In his work, Petrit Halilaj (b. 1986, Kostërrc, Skenderaj-Kosovo) often departs from his own biography and makes use of exhibition processes to alter the course of private and collective histories.
Petrit Halilaj, Si Okarina e Runikut, 2014 (detail). Installation view: “Yes but the sea is attached to the Earth and it never floats around in space. The stars would turn off and what about my planet?,” kamel mennour, Paris. © Petrit Halilaj. Courtesy the artist; kamel mennour, Paris/London; and ChertLüdde, Berlin. Photo: Fabrice Seixas and archives kamel mennour”
South Galleries, Ground Floor Get Directions
Encompassing sculpture, drawing, text, and video, many of Halilaj’s works incorporate materials from his native Kosovo and manifest as ambitious spatial installations through which the artist translates personal relationships into sculptural forms. His contribution to the 6th Berlin Biennial (2010) featured a life-size supporting structure for his family’s new home; the work comprised both the construction of this home in Pristina as well as its ghost shell on view in Berlin. In another project from 2013, Halilaj uncovered and recreated the deteriorated collection of the natural history museum in Kosovo, which had been discarded after the end of the Kosovo War in the 1990s.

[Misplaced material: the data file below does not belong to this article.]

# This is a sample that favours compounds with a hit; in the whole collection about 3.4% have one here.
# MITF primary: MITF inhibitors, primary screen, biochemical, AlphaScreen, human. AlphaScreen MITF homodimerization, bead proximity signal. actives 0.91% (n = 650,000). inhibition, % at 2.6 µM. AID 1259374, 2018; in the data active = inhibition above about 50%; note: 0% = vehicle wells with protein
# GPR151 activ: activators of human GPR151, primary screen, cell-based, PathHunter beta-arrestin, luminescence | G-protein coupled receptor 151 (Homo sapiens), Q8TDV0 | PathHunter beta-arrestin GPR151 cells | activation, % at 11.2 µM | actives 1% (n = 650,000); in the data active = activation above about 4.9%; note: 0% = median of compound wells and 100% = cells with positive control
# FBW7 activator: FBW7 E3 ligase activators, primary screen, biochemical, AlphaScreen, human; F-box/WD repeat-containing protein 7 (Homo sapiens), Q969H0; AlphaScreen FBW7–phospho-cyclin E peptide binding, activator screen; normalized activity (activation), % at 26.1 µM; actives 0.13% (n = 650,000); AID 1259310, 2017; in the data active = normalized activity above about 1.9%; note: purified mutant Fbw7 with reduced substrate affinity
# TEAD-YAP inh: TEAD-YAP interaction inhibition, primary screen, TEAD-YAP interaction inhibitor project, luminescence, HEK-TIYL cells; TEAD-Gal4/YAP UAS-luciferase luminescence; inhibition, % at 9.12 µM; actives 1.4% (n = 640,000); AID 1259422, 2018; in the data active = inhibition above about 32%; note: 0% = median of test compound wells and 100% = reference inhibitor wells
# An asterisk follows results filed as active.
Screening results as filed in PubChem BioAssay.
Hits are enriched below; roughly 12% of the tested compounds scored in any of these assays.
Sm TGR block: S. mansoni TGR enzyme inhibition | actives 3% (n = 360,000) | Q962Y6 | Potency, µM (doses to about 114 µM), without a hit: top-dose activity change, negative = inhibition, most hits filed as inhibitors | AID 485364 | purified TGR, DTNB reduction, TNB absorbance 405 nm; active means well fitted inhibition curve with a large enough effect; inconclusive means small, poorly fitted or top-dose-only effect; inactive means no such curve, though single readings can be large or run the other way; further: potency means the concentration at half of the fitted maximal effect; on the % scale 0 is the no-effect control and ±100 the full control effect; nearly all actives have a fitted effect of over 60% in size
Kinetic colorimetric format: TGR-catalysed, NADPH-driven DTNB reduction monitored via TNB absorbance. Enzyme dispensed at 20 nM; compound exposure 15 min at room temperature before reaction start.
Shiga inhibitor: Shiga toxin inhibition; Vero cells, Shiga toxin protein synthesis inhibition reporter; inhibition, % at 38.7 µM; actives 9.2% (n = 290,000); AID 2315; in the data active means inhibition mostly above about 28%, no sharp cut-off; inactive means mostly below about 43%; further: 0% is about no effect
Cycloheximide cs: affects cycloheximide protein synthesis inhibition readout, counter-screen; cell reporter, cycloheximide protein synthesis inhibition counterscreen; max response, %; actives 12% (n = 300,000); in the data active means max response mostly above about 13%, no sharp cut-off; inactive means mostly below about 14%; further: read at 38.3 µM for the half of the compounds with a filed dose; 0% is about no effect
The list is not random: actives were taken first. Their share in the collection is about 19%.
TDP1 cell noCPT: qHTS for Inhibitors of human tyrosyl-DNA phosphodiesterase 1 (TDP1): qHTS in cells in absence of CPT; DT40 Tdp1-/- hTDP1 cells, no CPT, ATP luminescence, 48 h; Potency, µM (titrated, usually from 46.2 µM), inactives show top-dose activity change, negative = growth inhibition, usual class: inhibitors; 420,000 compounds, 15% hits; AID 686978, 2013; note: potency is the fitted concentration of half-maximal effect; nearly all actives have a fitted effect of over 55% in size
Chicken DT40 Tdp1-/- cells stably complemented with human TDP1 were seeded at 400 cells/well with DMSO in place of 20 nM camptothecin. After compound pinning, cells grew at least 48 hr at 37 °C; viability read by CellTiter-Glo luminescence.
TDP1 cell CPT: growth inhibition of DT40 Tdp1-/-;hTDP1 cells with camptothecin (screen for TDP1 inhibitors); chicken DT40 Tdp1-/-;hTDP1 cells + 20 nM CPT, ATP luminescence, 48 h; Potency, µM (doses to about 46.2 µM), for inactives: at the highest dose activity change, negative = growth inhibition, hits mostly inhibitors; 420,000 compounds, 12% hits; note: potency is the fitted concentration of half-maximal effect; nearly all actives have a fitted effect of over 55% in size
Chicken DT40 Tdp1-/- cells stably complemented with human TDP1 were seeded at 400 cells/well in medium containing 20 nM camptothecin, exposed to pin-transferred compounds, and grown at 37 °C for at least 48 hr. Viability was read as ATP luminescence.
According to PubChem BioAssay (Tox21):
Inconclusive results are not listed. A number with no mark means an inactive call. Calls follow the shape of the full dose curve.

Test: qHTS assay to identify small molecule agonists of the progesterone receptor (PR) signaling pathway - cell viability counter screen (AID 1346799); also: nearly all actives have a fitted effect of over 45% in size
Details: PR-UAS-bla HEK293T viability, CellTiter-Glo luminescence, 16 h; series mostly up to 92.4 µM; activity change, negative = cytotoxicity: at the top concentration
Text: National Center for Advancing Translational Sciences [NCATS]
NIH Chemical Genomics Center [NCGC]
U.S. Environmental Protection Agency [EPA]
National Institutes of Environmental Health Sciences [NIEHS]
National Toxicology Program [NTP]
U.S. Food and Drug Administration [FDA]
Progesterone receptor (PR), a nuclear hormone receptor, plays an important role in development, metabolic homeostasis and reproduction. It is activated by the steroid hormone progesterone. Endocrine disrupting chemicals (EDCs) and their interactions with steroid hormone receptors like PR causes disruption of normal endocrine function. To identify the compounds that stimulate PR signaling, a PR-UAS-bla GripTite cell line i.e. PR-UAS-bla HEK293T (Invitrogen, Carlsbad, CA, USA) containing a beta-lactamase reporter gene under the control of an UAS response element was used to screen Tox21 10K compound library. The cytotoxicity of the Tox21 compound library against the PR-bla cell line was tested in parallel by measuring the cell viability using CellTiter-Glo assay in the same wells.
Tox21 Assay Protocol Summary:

For his New Museum exhibition, Halilaj will present an ambitious new project that begins in Runik, the city in which he was born and the site of one of the earliest Neolithic settlements in the region, where some of Kosovo’s most significant artifacts have been found—among them a small musical instrument known as the Runik Ocarina. The Ocarina, part of a collection of objects held by the Serbian government since the war, represents a heritage inaccessible to citizens of Kosovo. Through his work, Halilaj will trace residents’ recollections of remaining archaeological objects as personal origin stories and, by recreating their annexed collection, will give shape to a material heritage that currently exists only in their imagination. Halilaj was recently awarded a special mention by the Jury at the 57th Venice Biennale.
The exhibition is curated by Helga Christoffersen, Assistant Curator.